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We would urge Mrs May’s government not to undermine the social sciences

New tuition fee proposals appear to question the value of the social sciences in comparison with STEM subjects

Bingley, UK, 20 February 2018 - While we will always welcome the removal of barriers to quality education and support the introduction of initiatives that reduce inequality, we are disappointed that the UK government’s new proposals in relation to tuition fees appear to question the value of the social sciences in comparison with STEM subjects.

There has never been a greater need than now for a culture of interdisciplinarity in which the STEM, medical and social sciences should combine on an equal footing to tackle critical global societal issues. 

And yet slashing tuition fees for the social sciences courses but not doing so for STEM subjects - on the basis of respective students’ potential future earnings - threatens to create silos between disciplines and endanger funding opportunities for interdisciplinary research that can be of major benefit to global society as a whole.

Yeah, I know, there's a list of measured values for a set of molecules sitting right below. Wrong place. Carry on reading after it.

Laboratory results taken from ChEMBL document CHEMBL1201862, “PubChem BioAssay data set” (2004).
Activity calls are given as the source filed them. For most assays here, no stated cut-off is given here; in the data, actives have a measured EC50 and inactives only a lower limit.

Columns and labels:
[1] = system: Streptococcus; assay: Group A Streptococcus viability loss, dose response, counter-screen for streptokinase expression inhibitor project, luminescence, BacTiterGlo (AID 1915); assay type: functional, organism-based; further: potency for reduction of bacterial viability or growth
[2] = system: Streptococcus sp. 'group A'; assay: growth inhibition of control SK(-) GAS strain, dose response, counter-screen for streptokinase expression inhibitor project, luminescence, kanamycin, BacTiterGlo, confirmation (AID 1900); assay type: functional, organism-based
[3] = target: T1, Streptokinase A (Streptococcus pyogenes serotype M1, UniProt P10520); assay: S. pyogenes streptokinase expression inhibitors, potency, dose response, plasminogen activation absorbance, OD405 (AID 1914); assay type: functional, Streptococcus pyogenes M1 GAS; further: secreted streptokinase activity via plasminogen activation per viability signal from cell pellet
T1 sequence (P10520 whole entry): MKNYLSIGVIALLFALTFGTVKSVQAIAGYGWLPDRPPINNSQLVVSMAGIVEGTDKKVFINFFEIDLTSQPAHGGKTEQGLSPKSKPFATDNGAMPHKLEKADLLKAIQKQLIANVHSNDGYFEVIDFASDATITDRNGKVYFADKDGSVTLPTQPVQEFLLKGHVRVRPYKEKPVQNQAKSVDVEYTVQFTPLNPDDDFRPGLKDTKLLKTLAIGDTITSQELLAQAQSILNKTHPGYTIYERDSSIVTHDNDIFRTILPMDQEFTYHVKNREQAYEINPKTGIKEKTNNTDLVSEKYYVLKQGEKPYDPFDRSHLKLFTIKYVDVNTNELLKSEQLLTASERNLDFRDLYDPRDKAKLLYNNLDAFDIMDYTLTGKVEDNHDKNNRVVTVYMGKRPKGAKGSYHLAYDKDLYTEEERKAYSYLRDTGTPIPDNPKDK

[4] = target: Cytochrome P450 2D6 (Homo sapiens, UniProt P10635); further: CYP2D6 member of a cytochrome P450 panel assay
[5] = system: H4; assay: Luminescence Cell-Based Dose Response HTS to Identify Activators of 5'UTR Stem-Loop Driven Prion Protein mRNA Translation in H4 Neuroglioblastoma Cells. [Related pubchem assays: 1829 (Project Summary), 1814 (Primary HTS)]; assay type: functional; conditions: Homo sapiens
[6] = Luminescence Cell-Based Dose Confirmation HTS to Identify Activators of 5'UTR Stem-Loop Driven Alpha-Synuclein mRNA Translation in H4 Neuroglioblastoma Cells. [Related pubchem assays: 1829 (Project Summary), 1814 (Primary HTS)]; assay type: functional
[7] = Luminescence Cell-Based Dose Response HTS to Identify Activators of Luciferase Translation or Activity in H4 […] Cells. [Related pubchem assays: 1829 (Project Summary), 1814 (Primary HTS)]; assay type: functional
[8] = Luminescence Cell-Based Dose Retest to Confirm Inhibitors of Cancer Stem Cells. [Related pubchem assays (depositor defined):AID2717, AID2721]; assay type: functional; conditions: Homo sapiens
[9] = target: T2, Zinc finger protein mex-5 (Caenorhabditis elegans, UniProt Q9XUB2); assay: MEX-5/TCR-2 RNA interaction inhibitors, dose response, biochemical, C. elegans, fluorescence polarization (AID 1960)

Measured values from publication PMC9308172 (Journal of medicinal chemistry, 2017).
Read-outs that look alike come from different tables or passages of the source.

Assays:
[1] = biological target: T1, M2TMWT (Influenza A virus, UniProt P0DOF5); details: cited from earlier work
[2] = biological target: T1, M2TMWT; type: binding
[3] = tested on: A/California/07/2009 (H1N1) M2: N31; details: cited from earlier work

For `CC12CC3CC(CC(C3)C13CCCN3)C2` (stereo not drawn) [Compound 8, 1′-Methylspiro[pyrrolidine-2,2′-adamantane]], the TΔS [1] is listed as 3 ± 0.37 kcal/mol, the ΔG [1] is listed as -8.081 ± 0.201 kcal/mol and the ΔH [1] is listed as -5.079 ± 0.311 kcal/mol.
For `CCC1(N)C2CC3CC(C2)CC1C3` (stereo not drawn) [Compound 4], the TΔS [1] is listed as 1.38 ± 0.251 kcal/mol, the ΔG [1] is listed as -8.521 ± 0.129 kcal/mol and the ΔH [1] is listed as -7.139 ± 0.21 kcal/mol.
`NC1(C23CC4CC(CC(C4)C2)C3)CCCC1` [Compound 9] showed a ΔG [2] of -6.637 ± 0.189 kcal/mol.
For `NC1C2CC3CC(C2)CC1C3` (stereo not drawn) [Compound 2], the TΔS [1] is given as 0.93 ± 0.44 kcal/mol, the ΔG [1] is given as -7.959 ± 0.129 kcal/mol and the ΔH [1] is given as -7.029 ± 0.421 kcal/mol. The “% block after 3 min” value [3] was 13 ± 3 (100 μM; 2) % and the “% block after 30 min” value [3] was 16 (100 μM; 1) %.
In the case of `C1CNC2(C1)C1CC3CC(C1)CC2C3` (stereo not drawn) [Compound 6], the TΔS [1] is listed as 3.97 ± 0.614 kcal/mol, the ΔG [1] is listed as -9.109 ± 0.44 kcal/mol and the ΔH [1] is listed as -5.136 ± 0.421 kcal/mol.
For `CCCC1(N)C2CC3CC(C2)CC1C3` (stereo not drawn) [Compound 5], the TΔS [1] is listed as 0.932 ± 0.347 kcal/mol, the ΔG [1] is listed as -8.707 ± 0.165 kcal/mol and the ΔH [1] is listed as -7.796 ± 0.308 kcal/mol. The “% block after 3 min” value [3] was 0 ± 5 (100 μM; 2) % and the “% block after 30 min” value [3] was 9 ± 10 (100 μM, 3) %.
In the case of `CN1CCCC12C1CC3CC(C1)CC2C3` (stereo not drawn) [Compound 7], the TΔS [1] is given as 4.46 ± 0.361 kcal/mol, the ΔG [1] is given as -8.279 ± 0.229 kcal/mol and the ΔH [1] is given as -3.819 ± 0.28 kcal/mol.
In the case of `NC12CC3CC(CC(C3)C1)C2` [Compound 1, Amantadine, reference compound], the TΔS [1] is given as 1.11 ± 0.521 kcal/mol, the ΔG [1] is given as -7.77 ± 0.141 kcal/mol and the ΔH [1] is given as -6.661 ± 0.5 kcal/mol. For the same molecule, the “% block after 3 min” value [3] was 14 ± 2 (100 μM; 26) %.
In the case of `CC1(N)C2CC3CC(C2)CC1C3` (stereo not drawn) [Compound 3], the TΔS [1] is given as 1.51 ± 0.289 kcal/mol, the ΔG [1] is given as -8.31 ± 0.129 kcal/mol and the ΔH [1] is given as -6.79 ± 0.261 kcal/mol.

Further, the message that there are supposed greater financial prospects to be had by studying a STEM subject rather than a social science is not only in itself unhealthy but also risks lessening the number or quality of students opting to study subject areas vital to the future management and care of the world around us.

It is worth highlighting that the social sciences are directly related and relevant to the United Nations Sustainable Development Goals (SDGs), which are a universal call to action to end poverty, protect the planet and ensure that all people enjoy peace and prosperity. Like the social sciences, the SDGs tackle the root causes of issues like poverty and unite us to make a positive change for both people and planet.

Social sciences courses enable us to look at the world differently – whether that be in relation to crime, society, health, community or culture – and help frame critical thinking and other competencies in students that are demanded by 21st century working environments.

We would welcome any system that creates greater education benefits for all and reduces graduate debt, but feel that there are inherent dangers in the undermining of social sciences and the creation of division between research disciplines. 

We would therefore urge Mrs May’s government to revisit their proposal.

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